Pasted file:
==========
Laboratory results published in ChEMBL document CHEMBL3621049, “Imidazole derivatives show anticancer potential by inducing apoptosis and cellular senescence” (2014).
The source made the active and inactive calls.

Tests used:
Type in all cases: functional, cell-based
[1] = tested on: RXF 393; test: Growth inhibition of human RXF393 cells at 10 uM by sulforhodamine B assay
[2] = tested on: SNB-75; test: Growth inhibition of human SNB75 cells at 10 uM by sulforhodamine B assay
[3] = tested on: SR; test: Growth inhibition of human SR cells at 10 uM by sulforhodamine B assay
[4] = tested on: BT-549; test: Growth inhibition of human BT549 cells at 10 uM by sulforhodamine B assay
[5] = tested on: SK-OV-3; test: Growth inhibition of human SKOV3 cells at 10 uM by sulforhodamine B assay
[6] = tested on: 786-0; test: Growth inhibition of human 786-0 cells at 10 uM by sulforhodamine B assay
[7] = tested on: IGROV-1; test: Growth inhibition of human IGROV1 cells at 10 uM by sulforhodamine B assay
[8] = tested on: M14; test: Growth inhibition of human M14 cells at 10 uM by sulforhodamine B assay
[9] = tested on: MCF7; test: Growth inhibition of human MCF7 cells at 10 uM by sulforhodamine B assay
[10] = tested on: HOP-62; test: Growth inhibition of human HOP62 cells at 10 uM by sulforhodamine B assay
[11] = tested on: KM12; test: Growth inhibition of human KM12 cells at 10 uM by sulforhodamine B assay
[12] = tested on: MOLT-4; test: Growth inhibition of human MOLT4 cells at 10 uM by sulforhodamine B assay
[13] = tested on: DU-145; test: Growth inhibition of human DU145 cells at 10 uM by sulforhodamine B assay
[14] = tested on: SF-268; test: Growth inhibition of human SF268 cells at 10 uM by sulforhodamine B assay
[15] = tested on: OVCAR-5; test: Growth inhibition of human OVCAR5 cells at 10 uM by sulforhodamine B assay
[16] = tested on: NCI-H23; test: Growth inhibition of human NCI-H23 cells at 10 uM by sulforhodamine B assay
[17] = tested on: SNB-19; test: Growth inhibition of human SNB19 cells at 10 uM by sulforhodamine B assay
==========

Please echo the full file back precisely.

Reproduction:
Laboratory results published in ChEMBL document CHEMBL3621049, “Imidazole derivatives show anticancer potential by inducing apoptosis and cellular senescence” (2014).
The source made the active and inactive calls.

Tests used:
Type in all cases: functional, cell-based
[1] = tested on: RXF 393; test: Growth inhibition of human RXF393 cells at 10 uM by sulforhodamine B assay
[2] = tested on: SNB-75; test: Growth inhibition of human SNB75 cells at 10 uM by sulforhodamine B assay
[3] = tested on: SR; test: Growth inhibition of human SR cells at 10 uM by sulforhodamine B assay
[4] = tested on: BT-549; test: Growth inhibition of human BT549 cells at 10 uM by sulforhodamine B assay
[5] = tested on: SK-OV-3; test: Growth inhibition of human SKOV3 cells at 10 uM by sulforhodamine B assay
[6] = tested on: 786-0; test: Growth inhibition of human 786-0 cells at 10 uM by sulforhodamine B assay
[7] = tested on: IGROV-1; test: Growth inhibition of human IGROV1 cells at 10 uM by sulforhodamine B assay
[8] = tested on: M14; test: Growth inhibition of human M14 cells at 10 uM by sulforhodamine B assay
[9] = tested on: MCF7; test: Growth inhibition of human MCF7 cells at 10 uM by sulforhodamine B assay
[10] = tested on: HOP-62; test: Growth inhibition of human HOP62 cells at 10 uM by sulforhodamine B assay
[11] = tested on: KM12; test: Growth inhibition of human KM12 cells at 10 uM by sulforhodamine B assay
[12] = tested on: MOLT-4; test: Growth inhibition of human MOLT4 cells at 10 uM by sulforhodamine B assay
[13] = tested on: DU-145; test: Growth inhibition of human DU145 cells at 10 uM by sulforhodamine B assay
[14] = tested on: SF-268; test: Growth inhibition of human SF268 cells at 10 uM by sulforhodamine B assay
[15] = tested on: OVCAR-5; test: Growth inhibition of human OVCAR5 cells at 10 uM by sulforhodamine B assay
[16] = tested on: NCI-H23; test: Growth inhibition of human NCI-H23 cells at 10 uM by sulforhodamine B assay
[17] = tested on: SNB-19; test: Growth inhibition of human SNB19 cells at 10 uM by sulforhodamine B assay